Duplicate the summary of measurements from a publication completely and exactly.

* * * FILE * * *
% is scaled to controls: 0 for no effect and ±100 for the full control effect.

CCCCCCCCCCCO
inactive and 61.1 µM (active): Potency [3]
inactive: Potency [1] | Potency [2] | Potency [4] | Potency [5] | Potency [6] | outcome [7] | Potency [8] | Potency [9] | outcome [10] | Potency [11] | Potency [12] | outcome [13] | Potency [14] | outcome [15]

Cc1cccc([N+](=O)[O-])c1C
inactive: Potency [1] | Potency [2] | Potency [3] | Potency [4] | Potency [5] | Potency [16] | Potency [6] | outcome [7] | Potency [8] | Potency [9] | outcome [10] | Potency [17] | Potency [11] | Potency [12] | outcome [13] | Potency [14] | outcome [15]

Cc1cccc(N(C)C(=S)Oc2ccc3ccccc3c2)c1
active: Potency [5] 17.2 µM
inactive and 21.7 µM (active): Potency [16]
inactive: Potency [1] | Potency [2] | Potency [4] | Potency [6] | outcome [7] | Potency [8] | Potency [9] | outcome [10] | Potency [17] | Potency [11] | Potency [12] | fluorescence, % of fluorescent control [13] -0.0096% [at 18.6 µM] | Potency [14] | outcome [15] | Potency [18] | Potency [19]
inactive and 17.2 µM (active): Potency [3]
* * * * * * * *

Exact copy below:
% is scaled to controls: 0 for no effect and ±100 for the full control effect.

CCCCCCCCCCCO
inactive and 61.1 µM (active): Potency [3]
inactive: Potency [1] | Potency [2] | Potency [4] | Potency [5] | Potency [6] | outcome [7] | Potency [8] | Potency [9] | outcome [10] | Potency [11] | Potency [12] | outcome [13] | Potency [14] | outcome [15]

Cc1cccc([N+](=O)[O-])c1C
inactive: Potency [1] | Potency [2] | Potency [3] | Potency [4] | Potency [5] | Potency [16] | Potency [6] | outcome [7] | Potency [8] | Potency [9] | outcome [10] | Potency [17] | Potency [11] | Potency [12] | outcome [13] | Potency [14] | outcome [15]

Cc1cccc(N(C)C(=S)Oc2ccc3ccccc3c2)c1
active: Potency [5] 17.2 µM
inactive and 21.7 µM (active): Potency [16]
inactive: Potency [1] | Potency [2] | Potency [4] | Potency [6] | outcome [7] | Potency [8] | Potency [9] | outcome [10] | Potency [17] | Potency [11] | Potency [12] | fluorescence, % of fluorescent control [13] -0.0096% [at 18.6 µM] | Potency [14] | outcome [15] | Potency [18] | Potency [19]
inactive and 17.2 µM (active): Potency [3]